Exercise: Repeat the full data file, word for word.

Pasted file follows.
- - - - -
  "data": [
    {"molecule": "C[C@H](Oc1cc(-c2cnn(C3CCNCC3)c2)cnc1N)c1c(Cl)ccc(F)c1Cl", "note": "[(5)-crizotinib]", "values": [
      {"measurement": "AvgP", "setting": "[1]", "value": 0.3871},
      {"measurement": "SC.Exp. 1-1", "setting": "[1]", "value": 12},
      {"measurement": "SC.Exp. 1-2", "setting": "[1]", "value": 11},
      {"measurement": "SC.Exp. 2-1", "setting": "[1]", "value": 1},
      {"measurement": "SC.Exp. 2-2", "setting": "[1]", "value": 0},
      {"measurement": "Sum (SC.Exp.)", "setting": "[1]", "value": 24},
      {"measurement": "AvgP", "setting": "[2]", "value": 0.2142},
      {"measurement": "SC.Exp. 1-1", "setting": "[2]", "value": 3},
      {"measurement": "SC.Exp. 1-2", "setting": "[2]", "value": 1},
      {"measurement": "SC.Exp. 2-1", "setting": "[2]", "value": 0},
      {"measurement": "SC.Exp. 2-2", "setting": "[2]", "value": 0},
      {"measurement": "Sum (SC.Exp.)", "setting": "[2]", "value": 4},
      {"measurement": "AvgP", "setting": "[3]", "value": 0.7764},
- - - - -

  "data": [
    {"molecule": "C[C@H](Oc1cc(-c2cnn(C3CCNCC3)c2)cnc1N)c1c(Cl)ccc(F)c1Cl", "note": "[(5)-crizotinib]", "values": [
      {"measurement": "AvgP", "setting": "[1]", "value": 0.3871},
      {"measurement": "SC.Exp. 1-1", "setting": "[1]", "value": 12},
      {"measurement": "SC.Exp. 1-2", "setting": "[1]", "value": 11},
      {"measurement": "SC.Exp. 2-1", "setting": "[1]", "value": 1},
      {"measurement": "SC.Exp. 2-2", "setting": "[1]", "value": 0},
      {"measurement": "Sum (SC.Exp.)", "setting": "[1]", "value": 24},
      {"measurement": "AvgP", "setting": "[2]", "value": 0.2142},
      {"measurement": "SC.Exp. 1-1", "setting": "[2]", "value": 3},
      {"measurement": "SC.Exp. 1-2", "setting": "[2]", "value": 1},
      {"measurement": "SC.Exp. 2-1", "setting": "[2]", "value": 0},
      {"measurement": "SC.Exp. 2-2", "setting": "[2]", "value": 0},
      {"measurement": "Sum (SC.Exp.)", "setting": "[2]", "value": 4},
      {"measurement": "AvgP", "setting": "[3]", "value": 0.7764},